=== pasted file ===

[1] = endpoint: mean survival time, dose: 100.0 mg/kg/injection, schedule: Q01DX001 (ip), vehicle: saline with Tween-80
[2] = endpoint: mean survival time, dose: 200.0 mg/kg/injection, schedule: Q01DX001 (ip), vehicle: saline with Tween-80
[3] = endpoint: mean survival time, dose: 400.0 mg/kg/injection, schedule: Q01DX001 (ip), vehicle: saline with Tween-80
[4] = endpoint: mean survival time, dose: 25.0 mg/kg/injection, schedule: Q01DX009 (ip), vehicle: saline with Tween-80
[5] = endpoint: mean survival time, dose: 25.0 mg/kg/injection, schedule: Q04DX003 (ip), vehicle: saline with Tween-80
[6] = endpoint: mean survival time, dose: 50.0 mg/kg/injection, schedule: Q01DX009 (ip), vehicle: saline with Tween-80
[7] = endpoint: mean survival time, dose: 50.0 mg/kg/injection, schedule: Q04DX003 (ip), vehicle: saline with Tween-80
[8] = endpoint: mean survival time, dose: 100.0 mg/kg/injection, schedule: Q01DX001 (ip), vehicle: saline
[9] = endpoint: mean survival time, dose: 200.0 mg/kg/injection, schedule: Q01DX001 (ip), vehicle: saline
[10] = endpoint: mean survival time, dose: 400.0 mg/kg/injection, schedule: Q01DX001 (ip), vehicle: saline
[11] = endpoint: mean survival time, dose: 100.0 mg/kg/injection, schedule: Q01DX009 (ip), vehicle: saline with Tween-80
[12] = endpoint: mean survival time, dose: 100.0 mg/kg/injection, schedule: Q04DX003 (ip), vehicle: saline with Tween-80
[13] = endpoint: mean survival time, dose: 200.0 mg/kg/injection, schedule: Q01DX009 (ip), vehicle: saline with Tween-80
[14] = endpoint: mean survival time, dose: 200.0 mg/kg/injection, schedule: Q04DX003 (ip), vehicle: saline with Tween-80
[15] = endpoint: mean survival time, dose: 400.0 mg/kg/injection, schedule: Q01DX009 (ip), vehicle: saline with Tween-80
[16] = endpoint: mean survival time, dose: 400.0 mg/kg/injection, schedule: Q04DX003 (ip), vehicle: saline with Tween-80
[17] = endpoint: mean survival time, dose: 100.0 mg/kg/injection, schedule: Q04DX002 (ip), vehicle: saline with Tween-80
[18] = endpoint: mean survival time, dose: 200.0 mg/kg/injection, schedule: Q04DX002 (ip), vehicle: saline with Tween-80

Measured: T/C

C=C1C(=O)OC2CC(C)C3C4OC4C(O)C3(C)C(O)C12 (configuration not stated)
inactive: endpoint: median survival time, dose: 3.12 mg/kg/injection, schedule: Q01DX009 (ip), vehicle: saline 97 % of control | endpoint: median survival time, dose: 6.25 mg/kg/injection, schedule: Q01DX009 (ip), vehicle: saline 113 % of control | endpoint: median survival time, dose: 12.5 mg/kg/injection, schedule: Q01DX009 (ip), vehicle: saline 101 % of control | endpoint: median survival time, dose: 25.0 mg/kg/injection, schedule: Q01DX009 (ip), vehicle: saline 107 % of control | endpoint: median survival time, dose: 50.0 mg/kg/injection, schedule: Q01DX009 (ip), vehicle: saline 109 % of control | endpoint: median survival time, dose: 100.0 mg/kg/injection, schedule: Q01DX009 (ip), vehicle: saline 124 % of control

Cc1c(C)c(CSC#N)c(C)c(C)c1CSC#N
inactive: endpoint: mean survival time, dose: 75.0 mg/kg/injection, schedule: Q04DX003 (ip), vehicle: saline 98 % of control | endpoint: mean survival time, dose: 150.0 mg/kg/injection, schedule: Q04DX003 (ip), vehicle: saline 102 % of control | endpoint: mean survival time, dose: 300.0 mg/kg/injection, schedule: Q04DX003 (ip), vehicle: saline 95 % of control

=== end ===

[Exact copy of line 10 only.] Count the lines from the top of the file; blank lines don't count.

[10] = endpoint: mean survival time, dose: 400.0 mg/kg/injection, schedule: Q01DX001 (ip), vehicle: saline